It’s for the environment, but also because more states are banning foam
In the war between coffee giants Starbucks and Dunkin’, the paper v. foam cups was an obvious aesthetic marker of which side you were on. In one corner was a sleek, smooth experience, while in the other was cheapness, efficiency, and a hearty faack off to anyone who’d try to bring the word “aesthetic” into a conversation about coffee. So who knows what’ll happen to the discourse now that Dunkin’ is phasing out their iconic foam cups.
Dunkin’ announced in February 2018 that would phase out foam cups by 2020, and this morning said that double-walled paper cups would replace all foam in New England by December 1, with the new cups arriving elsewhere soon. They’re also rolling out a campaign to help New Englanders, who have long used the foam cups as insulation against their year-round iced coffees, cope.
Right now, a number of cities and a few states have already partially or completely banned foam coffee cups, so it’s a business decision as much as an environmental one. But the question of whether paper cups are better for the environment is up for debate. Paper cups are typically lined with plastic, so as not to absorb the hot liquids they’re encasing, making them as likely to wind up in the landfill as foam. Also, some research says paper cups are more environmentally taxing to make, and that foam may, in some circumstances, be better for overall energy than washing a ceramic cup with hot water every day.
Dunkin’ says the new cups are certified by the Sustainable Forestry Initiative Standard, but that, as always, it’s up to local jurisdictions to determine what gets recycled and what doesn’t. It’s a reminder that much of the conversation around saving the planet still revolves around what makes us feel like we’re helping. A company changing its practices nationwide does feel closer to the large-scale, institutional change needed to make a dent in climate change, rather than the focus on individual consumer choices corporations like to push. But it’s hard to tell whether the switch will be a net benefit at a time when we need all the environmental help we can get.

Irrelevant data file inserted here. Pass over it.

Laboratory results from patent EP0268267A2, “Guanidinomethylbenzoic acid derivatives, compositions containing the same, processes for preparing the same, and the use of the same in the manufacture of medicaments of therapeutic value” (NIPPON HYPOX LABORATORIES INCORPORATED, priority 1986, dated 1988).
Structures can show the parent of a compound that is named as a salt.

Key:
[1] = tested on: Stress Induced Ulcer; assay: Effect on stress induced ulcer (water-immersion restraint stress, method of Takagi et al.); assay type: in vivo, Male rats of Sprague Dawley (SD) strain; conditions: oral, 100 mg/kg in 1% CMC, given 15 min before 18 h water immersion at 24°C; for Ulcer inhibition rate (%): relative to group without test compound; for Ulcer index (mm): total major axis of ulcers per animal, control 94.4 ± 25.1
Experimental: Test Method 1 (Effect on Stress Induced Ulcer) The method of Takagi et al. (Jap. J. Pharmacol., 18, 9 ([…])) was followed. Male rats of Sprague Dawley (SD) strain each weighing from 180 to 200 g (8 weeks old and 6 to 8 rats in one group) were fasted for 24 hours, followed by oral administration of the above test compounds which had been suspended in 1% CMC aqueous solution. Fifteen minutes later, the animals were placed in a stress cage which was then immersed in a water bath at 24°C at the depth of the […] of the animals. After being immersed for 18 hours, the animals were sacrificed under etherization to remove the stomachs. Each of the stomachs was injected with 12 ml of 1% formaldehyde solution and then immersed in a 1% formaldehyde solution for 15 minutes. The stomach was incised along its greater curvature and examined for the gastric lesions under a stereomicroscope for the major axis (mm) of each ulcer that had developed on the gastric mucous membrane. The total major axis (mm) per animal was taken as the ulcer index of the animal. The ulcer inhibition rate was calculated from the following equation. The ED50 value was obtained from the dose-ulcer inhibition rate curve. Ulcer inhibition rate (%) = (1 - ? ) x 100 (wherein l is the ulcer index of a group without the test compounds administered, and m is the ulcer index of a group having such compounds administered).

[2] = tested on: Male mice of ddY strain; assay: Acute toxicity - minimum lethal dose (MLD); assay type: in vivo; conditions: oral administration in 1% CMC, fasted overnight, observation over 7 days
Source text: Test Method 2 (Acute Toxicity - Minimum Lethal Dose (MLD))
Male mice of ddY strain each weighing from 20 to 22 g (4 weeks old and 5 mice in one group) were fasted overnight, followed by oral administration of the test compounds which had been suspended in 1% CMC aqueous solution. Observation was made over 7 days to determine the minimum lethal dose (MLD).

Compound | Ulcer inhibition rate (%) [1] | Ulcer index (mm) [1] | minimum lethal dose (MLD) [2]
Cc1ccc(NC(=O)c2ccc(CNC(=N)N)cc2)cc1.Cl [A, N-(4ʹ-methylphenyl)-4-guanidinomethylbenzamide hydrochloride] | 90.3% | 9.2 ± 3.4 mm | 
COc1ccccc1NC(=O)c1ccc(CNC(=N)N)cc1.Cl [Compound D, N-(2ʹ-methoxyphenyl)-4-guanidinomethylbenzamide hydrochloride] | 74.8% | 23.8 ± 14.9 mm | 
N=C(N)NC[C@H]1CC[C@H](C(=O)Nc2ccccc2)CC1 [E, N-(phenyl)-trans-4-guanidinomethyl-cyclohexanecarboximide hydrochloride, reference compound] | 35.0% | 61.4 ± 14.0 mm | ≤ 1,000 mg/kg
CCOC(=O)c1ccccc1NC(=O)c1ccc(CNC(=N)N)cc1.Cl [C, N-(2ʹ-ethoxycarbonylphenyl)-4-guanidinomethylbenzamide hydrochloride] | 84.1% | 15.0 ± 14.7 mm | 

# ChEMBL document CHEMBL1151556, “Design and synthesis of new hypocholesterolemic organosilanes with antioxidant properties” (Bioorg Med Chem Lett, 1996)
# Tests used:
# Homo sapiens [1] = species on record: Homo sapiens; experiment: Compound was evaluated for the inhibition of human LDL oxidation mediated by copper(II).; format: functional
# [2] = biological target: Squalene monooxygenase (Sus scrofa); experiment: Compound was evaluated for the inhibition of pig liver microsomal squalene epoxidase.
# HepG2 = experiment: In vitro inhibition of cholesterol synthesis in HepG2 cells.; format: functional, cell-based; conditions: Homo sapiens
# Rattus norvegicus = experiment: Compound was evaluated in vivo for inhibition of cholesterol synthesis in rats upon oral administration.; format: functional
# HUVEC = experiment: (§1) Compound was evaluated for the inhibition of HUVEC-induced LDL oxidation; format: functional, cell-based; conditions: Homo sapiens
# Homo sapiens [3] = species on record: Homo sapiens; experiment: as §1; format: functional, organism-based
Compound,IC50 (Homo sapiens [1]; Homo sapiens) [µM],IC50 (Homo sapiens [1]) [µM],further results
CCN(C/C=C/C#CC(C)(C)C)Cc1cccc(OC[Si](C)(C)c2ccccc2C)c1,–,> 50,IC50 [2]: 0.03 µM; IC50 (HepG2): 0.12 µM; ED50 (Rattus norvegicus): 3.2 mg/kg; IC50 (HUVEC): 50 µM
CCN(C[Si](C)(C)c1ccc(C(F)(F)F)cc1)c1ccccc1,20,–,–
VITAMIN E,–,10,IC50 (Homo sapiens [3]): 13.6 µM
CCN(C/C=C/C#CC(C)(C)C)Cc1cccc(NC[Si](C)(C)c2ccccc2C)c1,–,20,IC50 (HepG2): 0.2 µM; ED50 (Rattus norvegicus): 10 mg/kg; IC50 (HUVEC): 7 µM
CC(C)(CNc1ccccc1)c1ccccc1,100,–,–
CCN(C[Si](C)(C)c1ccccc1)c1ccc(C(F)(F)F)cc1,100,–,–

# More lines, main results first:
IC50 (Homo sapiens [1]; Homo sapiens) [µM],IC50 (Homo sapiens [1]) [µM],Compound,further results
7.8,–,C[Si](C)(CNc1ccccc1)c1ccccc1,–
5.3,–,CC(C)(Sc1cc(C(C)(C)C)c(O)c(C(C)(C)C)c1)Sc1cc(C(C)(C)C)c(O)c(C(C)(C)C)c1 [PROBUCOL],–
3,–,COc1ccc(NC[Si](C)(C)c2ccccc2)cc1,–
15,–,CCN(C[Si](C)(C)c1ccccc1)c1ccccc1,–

And in other news...
- In September, Lizzo accused a Postmates deliverer of stealing her food, and apologized when the worker faced death threats from her fans. Now, the deliverer is suing Lizzo for libel and emotional distress. [Pitchfork]
- There may not be ethical consumption under capitalism, but that doesn’t stop people from trying to signal their values with what they consume. Most recently, it’s with natural wine. [The New Yorker]
- K-pop singer Amber Liu apologized for comments she made about Steven Foster, who was arrested at a BART station for eating a sandwich he bought at a restaurant inside the station. “I think he deserved it...he was being super disrespectful,” she said originally. “I saw a video clip, made an ignorant, snap judgment, and I majorly messed up,” she wrote on Twitter. [AllKPop]
- India banned exports of onions in September after monsoons killed much of the crop, and now Bangladesh is importing onions after facing a massive shortage of the staple ingredient. Prime Minister Sheikh Hasina also announced she would not be using onions in her dishes. [DTNext]
- A study suggests that Starbucks’ open bathroom policy lowered foot traffic. [Yahoo]
- Nestlé is trying really hard to be sustainable, even after stealing water and possibly breaking its pledge to not make chocolate using child labor. [NY Times]
- The Jonas Brothers insist Coors Light is their favorite beer. [PR Newswire]
- Everyone is laughing at the Republican senator who insisted liberals are drink “goat milk lattés,” but watch that be the next alternative milk trend. [WaPo]